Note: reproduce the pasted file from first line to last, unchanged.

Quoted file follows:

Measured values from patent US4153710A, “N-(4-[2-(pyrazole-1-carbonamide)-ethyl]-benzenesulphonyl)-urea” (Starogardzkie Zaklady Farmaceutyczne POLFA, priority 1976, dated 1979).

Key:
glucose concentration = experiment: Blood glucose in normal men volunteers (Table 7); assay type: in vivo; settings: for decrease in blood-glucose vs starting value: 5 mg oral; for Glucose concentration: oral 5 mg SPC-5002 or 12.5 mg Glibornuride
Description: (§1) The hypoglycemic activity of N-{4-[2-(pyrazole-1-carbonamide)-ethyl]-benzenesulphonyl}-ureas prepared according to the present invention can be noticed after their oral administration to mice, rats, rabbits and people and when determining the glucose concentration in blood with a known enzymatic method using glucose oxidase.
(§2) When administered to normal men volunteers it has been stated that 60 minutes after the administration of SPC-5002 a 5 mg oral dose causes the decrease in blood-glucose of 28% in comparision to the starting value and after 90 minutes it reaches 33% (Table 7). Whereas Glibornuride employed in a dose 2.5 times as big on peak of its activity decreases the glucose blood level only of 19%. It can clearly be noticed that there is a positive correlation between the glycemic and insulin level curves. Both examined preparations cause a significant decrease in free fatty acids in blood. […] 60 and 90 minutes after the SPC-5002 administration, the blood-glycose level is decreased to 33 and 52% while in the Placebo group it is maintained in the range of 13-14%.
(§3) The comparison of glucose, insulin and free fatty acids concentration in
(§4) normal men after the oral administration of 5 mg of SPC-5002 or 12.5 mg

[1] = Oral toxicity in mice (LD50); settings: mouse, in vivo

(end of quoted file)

Measured values from patent US4153710A, “N-(4-[2-(pyrazole-1-carbonamide)-ethyl]-benzenesulphonyl)-urea” (Starogardzkie Zaklady Farmaceutyczne POLFA, priority 1976, dated 1979).

Key:
glucose concentration = experiment: Blood glucose in normal men volunteers (Table 7); assay type: in vivo; settings: for decrease in blood-glucose vs starting value: 5 mg oral; for Glucose concentration: oral 5 mg SPC-5002 or 12.5 mg Glibornuride
Description: (§1) The hypoglycemic activity of N-{4-[2-(pyrazole-1-carbonamide)-ethyl]-benzenesulphonyl}-ureas prepared according to the present invention can be noticed after their oral administration to mice, rats, rabbits and people and when determining the glucose concentration in blood with a known enzymatic method using glucose oxidase.
(§2) When administered to normal men volunteers it has been stated that 60 minutes after the administration of SPC-5002 a 5 mg oral dose causes the decrease in blood-glucose of 28% in comparision to the starting value and after 90 minutes it reaches 33% (Table 7). Whereas Glibornuride employed in a dose 2.5 times as big on peak of its activity decreases the glucose blood level only of 19%. It can clearly be noticed that there is a positive correlation between the glycemic and insulin level curves. Both examined preparations cause a significant decrease in free fatty acids in blood. […] 60 and 90 minutes after the SPC-5002 administration, the blood-glycose level is decreased to 33 and 52% while in the Placebo group it is maintained in the range of 13-14%.
(§3) The comparison of glucose, insulin and free fatty acids concentration in
(§4) normal men after the oral administration of 5 mg of SPC-5002 or 12.5 mg

[1] = Oral toxicity in mice (LD50); settings: mouse, in vivo